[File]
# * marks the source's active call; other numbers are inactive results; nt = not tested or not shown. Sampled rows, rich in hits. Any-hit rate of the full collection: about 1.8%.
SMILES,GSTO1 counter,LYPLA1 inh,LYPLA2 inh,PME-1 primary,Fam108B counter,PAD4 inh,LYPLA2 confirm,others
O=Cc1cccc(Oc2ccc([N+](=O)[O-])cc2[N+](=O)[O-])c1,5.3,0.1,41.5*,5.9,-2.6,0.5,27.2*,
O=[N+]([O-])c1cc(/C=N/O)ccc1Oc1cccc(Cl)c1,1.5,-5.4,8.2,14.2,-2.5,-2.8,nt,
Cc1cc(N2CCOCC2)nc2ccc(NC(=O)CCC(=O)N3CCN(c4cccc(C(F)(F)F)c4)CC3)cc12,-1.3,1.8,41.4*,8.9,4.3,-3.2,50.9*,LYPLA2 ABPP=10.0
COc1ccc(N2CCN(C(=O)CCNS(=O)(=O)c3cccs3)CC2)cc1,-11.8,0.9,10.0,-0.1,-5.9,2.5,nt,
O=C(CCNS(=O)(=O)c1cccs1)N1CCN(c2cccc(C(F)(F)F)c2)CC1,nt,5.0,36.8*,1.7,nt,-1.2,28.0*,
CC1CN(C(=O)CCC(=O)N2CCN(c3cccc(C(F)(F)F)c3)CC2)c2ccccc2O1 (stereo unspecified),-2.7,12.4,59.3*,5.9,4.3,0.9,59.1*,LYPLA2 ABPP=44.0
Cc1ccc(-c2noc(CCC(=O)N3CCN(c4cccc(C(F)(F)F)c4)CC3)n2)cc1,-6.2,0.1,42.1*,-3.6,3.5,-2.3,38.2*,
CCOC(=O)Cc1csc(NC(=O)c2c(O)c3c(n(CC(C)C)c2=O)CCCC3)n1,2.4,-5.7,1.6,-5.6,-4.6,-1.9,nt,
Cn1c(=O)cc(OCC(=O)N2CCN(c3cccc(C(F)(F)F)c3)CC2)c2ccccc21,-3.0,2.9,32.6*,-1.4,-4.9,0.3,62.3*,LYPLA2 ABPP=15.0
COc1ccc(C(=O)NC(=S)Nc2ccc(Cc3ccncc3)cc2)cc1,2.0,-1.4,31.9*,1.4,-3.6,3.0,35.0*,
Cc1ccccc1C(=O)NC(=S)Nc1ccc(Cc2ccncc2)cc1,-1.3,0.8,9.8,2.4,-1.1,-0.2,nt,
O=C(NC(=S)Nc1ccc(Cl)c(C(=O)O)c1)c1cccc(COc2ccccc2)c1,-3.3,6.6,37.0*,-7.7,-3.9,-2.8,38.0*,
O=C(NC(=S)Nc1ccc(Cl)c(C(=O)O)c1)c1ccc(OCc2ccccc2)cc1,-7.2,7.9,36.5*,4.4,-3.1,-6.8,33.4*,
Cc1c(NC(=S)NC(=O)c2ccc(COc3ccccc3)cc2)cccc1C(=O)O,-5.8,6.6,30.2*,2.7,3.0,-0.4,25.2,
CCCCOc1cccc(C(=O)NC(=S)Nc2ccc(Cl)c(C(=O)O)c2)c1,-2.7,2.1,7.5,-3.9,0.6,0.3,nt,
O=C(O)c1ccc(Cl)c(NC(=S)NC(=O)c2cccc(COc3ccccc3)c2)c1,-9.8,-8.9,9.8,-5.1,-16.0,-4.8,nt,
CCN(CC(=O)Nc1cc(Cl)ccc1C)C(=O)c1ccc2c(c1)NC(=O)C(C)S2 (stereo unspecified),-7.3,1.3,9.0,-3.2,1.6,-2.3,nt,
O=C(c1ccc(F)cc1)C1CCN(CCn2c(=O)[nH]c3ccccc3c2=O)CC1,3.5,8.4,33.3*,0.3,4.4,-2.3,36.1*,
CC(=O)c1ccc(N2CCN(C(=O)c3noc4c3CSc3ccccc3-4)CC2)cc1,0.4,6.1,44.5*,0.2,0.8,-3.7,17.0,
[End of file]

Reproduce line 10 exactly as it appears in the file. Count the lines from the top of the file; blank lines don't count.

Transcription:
CCOC(=O)Cc1csc(NC(=O)c2c(O)c3c(n(CC(C)C)c2=O)CCCC3)n1,2.4,-5.7,1.6,-5.6,-4.6,-1.9,nt,